Tech company Uber started in 2009, spreading exponentially around the world well before it launched in Australia in 2014. If anything, Uber proves that the foundation of any industry can be shaken dramatically in less than a few years.
In many cases, these 'disruptive' businesses offered something to consumers not reliably fulfilled by the existing market - efficiency, access, range, and importantly, greater consumer control not just acceptance of what is on offer.
As business operators, it's important to constantly assess the impact of trends on our current business and product range and work toward the 'what ifs'.
Trends also exist in Government policy and can have a positive or negative effect on your business. At present, the Government is firmly focussed on boosting business productivity and investment. There are a wide range of incentives to stimulate spending and the entrepreneurial spirit:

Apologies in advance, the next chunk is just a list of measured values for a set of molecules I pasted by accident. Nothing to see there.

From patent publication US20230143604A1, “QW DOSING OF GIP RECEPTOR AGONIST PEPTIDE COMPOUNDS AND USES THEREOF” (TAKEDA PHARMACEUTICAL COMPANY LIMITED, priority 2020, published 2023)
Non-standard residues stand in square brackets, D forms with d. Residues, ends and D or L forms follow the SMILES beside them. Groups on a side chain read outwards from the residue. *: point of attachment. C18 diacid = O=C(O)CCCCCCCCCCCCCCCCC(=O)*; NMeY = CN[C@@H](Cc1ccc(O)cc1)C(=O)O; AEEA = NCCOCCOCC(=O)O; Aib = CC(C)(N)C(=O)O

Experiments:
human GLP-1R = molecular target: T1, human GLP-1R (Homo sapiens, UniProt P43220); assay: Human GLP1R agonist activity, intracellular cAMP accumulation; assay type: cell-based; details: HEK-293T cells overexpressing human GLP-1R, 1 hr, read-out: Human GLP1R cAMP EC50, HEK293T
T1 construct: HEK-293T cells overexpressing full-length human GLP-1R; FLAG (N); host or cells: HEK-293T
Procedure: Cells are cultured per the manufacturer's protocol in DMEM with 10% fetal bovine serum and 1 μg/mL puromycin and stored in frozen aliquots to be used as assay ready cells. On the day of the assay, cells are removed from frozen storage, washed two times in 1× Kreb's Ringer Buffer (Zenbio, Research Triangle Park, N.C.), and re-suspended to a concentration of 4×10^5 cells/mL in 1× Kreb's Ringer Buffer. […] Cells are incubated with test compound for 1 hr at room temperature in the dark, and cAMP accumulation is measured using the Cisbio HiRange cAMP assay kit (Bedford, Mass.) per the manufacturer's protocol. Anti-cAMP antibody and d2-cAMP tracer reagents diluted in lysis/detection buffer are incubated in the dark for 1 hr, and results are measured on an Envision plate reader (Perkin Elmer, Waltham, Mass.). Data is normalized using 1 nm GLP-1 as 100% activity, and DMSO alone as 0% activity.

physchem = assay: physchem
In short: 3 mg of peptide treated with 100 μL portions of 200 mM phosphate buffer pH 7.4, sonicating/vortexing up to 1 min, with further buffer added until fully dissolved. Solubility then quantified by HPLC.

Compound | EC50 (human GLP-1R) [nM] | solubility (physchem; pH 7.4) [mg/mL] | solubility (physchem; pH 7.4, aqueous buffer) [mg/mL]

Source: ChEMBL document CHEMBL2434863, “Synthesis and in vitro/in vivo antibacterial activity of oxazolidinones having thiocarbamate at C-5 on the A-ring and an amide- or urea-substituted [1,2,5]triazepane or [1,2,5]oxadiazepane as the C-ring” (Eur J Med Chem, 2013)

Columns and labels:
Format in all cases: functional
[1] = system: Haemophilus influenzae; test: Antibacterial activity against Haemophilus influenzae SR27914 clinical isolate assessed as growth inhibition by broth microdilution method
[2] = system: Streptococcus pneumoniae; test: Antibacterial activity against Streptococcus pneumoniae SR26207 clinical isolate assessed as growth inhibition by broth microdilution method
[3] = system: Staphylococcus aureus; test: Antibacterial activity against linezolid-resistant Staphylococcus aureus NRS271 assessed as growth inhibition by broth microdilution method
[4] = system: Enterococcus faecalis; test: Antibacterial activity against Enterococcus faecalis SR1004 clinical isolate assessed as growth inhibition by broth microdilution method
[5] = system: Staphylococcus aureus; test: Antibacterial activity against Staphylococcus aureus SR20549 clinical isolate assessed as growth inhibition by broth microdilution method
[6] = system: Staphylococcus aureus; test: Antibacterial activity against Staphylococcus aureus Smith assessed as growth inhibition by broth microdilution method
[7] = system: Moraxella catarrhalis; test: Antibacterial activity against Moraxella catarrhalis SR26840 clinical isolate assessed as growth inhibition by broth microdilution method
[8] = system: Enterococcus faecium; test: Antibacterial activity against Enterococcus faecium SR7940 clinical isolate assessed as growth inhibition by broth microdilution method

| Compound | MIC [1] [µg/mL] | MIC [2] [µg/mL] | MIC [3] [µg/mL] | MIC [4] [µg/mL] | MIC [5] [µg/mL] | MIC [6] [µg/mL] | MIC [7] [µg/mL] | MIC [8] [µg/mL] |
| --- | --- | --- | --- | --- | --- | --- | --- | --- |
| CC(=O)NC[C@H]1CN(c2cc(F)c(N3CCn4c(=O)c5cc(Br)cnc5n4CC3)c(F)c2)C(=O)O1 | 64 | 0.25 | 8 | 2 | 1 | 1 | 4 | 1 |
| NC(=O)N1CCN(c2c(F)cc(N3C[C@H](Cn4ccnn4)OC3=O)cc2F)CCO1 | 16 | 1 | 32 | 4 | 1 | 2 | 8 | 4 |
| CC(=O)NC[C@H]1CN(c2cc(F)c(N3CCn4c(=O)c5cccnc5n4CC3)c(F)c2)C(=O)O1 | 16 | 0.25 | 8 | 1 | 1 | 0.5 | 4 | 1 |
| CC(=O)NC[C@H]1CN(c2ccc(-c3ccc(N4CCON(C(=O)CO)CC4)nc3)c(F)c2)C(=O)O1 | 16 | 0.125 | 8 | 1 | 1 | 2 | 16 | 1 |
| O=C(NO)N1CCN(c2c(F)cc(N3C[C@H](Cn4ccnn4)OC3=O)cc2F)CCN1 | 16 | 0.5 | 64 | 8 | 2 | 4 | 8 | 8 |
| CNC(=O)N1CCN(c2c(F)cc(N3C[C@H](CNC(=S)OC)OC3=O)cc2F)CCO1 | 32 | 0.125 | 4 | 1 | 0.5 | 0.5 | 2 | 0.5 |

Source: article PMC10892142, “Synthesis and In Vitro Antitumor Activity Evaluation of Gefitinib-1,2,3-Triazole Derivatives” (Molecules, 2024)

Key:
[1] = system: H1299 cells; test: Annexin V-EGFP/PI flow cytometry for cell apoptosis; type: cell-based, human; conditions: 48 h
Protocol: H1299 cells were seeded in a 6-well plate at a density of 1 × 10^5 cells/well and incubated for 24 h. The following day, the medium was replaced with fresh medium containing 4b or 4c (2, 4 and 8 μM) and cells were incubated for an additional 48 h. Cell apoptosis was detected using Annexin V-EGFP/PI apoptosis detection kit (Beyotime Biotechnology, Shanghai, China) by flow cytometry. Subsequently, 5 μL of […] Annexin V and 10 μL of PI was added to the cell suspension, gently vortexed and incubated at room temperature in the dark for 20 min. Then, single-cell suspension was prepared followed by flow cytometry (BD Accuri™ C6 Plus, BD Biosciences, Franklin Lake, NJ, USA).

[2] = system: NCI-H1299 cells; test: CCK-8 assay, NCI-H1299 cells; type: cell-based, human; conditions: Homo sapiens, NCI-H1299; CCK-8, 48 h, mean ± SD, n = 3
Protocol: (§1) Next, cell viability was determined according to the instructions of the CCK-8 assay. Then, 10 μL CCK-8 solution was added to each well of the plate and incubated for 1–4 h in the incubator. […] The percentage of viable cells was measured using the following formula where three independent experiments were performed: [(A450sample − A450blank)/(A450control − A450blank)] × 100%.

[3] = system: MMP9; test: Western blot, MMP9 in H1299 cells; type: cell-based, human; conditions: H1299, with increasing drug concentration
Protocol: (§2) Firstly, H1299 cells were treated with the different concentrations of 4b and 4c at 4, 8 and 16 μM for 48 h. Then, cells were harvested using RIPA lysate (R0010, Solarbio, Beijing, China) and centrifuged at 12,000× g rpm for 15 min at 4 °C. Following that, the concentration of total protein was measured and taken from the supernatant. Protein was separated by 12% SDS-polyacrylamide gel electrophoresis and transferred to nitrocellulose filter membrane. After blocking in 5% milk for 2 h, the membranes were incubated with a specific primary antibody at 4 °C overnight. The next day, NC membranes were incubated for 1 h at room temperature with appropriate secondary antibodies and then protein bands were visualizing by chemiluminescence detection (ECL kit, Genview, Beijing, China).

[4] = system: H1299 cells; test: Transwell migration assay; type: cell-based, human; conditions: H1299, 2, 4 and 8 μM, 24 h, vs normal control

- Crowd funding – funding is difficult for entrepreneurial start-up businesses in Australia. New frameworks are currently being developed to formalise crowd and other funding sources to encourage investment opportunities beyond bank finance.
- Employee share schemes (ESS) – new rules introduced last year bolster the tax benefits for employees of ESSs and provide special concessions for start-ups. Further changes should follow shortly.
- Accelerated depreciation – small business and primary producers can access a range of concessions that enable them to offset expenses in the same year as the expense – rather than depreciating the expense over time.